Education Choices in Mexico: Using a Structural Model and a Randomized Experiment to Evaluate PROGRESA
AbstractIn this paper, we use an economic model to analyse data from a major randomized social experiment, namely PROGRESA in Mexico, and to evaluate its impact on school participation. We show the usefulness of using experimental data to estimate a structural economic model as well as the importance of a structural model in interpreting experimental results. The availability of the experiment also allows us to estimate the program's general equilibrium effects, which we then incorporate into our simulations. Our main findings are (i) the program's grant has a much stronger impact on school enrolment than an equivalent reduction in child wages; (ii) the program has a positive effect on the enrollment of children, especially after primary school; this result is well replicated by the parsimonious structural model; (iii) there are sizeable effects of the program on child wages, which, however, reduce the effectiveness of the program only marginally; and (iv) a revenue neutral change in the program that would increase the grant for secondary school children while eliminating for the primary school children would have a substantially larger effect on enrollment of the latter, while having minor effects on the former. Copyright 2012, Oxford University Press.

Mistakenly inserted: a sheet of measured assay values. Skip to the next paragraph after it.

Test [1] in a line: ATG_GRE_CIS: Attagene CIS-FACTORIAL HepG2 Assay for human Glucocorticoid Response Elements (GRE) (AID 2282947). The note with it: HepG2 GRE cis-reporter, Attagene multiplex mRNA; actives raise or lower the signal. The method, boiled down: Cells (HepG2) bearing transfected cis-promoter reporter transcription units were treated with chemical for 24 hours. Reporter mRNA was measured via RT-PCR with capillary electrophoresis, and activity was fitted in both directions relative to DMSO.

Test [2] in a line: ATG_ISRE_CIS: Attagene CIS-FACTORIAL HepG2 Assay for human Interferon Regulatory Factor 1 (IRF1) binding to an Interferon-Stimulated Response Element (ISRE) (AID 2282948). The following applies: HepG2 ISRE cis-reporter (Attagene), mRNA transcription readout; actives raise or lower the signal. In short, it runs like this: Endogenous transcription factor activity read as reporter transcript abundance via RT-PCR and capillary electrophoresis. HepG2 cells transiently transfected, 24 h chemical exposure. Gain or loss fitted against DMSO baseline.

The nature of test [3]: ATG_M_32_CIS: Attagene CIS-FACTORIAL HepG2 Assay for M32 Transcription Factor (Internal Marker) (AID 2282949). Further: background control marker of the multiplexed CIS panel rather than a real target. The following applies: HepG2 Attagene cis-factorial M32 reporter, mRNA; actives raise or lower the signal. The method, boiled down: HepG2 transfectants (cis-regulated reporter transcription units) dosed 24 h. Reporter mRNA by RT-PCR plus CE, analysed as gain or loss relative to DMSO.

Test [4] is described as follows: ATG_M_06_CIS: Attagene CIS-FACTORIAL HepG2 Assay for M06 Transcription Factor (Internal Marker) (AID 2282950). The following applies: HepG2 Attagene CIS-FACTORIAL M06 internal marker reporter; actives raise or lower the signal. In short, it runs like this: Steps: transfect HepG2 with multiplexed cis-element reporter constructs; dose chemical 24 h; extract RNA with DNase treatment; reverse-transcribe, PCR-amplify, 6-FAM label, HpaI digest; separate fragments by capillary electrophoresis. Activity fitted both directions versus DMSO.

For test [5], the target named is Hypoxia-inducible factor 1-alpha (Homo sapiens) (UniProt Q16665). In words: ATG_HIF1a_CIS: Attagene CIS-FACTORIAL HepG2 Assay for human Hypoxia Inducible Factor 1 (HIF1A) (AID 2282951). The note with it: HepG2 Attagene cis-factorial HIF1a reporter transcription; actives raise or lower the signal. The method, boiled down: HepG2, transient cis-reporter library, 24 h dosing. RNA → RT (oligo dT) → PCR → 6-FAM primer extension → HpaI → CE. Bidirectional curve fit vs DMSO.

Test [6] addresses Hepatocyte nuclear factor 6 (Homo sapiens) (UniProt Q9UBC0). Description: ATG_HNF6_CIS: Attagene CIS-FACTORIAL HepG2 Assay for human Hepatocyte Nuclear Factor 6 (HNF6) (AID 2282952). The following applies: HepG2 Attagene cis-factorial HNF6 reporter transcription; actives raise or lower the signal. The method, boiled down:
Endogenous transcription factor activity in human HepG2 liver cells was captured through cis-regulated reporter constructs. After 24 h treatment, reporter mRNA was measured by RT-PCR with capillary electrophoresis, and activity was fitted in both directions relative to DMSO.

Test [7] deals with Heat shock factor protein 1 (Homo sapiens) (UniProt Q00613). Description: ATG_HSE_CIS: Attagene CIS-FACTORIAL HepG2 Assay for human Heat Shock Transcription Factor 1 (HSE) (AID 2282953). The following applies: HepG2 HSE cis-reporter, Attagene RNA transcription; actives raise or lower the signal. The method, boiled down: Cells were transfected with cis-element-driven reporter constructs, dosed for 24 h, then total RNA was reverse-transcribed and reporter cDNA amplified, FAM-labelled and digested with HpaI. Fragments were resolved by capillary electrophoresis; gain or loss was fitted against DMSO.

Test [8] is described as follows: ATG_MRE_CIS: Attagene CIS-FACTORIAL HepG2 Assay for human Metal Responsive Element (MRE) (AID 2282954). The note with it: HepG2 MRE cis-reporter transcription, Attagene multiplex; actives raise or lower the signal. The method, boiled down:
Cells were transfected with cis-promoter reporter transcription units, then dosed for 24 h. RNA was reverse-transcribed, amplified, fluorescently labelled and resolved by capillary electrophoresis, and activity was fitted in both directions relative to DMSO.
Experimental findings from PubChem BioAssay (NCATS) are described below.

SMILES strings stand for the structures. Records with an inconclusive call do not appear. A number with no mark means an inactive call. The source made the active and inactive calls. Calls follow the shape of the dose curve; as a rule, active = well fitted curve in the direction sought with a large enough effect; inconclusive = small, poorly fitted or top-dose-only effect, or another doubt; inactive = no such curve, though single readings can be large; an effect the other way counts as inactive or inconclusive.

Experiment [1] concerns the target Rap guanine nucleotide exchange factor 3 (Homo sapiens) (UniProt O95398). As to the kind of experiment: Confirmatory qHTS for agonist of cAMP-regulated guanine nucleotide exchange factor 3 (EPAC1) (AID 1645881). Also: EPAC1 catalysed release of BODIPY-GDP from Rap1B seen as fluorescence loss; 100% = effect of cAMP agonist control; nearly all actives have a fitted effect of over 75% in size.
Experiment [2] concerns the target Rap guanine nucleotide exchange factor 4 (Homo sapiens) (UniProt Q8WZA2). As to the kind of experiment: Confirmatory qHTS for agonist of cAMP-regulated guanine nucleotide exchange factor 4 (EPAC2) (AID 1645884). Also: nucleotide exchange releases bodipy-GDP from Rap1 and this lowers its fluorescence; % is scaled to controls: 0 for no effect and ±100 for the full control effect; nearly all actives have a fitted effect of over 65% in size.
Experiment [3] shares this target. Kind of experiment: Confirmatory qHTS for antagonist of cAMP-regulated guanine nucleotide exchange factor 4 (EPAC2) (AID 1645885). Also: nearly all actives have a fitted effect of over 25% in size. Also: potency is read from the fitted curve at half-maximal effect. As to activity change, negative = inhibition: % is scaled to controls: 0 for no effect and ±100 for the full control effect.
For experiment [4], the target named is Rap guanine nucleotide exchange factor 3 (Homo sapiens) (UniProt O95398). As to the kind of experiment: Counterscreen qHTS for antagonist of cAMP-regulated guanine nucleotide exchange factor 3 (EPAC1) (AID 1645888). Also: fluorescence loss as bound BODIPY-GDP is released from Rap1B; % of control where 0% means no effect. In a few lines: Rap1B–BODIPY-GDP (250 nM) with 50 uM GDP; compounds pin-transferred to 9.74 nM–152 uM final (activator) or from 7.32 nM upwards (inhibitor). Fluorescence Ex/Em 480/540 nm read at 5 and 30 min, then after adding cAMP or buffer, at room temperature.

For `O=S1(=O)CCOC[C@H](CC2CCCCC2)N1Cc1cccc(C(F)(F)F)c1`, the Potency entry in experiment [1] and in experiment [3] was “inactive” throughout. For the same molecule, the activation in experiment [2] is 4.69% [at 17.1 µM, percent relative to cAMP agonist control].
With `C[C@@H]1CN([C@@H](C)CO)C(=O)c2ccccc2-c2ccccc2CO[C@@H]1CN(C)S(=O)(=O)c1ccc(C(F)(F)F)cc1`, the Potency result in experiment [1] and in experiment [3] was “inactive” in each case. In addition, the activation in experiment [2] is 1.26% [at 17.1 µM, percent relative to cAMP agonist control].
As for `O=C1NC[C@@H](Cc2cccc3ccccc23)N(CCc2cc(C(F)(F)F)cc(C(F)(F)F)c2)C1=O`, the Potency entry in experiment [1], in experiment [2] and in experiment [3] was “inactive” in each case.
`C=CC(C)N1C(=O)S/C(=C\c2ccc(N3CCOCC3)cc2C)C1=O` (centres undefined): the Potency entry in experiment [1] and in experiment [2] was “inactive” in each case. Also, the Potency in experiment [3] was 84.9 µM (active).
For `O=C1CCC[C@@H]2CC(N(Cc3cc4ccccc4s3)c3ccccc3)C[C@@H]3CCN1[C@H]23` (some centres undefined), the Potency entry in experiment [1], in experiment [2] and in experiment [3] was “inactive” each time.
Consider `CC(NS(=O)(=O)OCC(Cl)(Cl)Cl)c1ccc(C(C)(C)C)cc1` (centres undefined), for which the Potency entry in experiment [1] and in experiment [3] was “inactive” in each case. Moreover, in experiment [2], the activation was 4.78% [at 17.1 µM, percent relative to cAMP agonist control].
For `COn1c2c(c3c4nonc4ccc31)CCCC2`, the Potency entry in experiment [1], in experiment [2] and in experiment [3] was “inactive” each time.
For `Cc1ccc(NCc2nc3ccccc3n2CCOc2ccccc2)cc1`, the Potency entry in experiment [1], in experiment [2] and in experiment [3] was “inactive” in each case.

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Bibliographic InfoArticle provided by Oxford University Press in its journal The Review of Economic Studies.
Volume (Year): 79 (2012)
Issue (Month): 1 ()
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- Orazio Attanasio & Costas Meghir & Ana Santiago, 2010. "Education choices in Mexico: using a structural model and a randomized experiment to evaluate Progresa," IFS Working Papers W10/14, Institute for Fiscal Studies.
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